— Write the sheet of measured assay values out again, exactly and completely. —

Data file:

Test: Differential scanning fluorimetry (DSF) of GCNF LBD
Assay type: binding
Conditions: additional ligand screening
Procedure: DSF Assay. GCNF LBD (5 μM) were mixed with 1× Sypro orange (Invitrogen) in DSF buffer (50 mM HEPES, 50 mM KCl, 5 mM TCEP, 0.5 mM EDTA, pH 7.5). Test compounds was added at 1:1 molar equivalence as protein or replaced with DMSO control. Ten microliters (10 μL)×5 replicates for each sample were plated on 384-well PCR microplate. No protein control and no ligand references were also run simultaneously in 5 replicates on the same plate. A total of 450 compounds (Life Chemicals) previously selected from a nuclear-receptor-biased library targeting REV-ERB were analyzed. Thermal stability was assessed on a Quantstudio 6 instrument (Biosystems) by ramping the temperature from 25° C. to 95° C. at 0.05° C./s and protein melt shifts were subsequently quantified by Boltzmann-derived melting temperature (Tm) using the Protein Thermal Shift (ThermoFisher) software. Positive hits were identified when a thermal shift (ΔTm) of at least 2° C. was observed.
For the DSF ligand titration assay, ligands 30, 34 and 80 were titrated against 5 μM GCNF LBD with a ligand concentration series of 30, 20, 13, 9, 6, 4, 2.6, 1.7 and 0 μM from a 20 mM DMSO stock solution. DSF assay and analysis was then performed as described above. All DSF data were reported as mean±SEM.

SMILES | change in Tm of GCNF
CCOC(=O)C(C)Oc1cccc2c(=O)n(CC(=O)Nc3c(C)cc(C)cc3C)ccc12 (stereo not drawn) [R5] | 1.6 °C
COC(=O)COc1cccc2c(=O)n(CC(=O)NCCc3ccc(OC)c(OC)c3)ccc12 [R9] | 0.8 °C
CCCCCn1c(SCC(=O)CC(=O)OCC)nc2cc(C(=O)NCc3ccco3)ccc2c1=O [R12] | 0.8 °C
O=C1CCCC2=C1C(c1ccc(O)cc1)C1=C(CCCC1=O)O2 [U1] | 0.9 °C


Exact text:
Test: Differential scanning fluorimetry (DSF) of GCNF LBD
Assay type: binding
Conditions: additional ligand screening
Procedure: DSF Assay. GCNF LBD (5 μM) were mixed with 1× Sypro orange (Invitrogen) in DSF buffer (50 mM HEPES, 50 mM KCl, 5 mM TCEP, 0.5 mM EDTA, pH 7.5). Test compounds was added at 1:1 molar equivalence as protein or replaced with DMSO control. Ten microliters (10 μL)×5 replicates for each sample were plated on 384-well PCR microplate. No protein control and no ligand references were also run simultaneously in 5 replicates on the same plate. A total of 450 compounds (Life Chemicals) previously selected from a nuclear-receptor-biased library targeting REV-ERB were analyzed. Thermal stability was assessed on a Quantstudio 6 instrument (Biosystems) by ramping the temperature from 25° C. to 95° C. at 0.05° C./s and protein melt shifts were subsequently quantified by Boltzmann-derived melting temperature (Tm) using the Protein Thermal Shift (ThermoFisher) software. Positive hits were identified when a thermal shift (ΔTm) of at least 2° C. was observed.
For the DSF ligand titration assay, ligands 30, 34 and 80 were titrated against 5 μM GCNF LBD with a ligand concentration series of 30, 20, 13, 9, 6, 4, 2.6, 1.7 and 0 μM from a 20 mM DMSO stock solution. DSF assay and analysis was then performed as described above. All DSF data were reported as mean±SEM.

SMILES | change in Tm of GCNF
CCOC(=O)C(C)Oc1cccc2c(=O)n(CC(=O)Nc3c(C)cc(C)cc3C)ccc12 (stereo not drawn) [R5] | 1.6 °C
COC(=O)COc1cccc2c(=O)n(CC(=O)NCCc3ccc(OC)c(OC)c3)ccc12 [R9] | 0.8 °C
CCCCCn1c(SCC(=O)CC(=O)OCC)nc2cc(C(=O)NCc3ccco3)ccc2c1=O [R12] | 0.8 °C
O=C1CCCC2=C1C(c1ccc(O)cc1)C1=C(CCCC1=O)O2 [U1] | 0.9 °C